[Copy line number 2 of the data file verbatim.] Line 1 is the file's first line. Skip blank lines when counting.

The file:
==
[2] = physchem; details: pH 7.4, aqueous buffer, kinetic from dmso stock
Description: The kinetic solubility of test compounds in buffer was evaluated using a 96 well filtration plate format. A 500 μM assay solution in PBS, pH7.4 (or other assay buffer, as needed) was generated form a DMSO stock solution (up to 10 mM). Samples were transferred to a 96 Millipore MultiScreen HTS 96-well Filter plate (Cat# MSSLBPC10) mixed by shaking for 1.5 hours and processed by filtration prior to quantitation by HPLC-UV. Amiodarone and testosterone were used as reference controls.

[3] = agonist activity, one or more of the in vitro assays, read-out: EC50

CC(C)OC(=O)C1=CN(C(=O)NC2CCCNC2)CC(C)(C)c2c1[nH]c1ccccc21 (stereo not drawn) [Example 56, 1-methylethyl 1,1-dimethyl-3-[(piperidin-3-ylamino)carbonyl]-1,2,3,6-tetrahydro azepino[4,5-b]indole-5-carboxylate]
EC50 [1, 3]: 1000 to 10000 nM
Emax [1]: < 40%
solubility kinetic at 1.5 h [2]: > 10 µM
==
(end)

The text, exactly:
Description: The kinetic solubility of test compounds in buffer was evaluated using a 96 well filtration plate format. A 500 μM assay solution in PBS, pH7.4 (or other assay buffer, as needed) was generated form a DMSO stock solution (up to 10 mM). Samples were transferred to a 96 Millipore MultiScreen HTS 96-well Filter plate (Cat# MSSLBPC10) mixed by shaking for 1.5 hours and processed by filtration prior to quantitation by HPLC-UV. Amiodarone and testosterone were used as reference controls.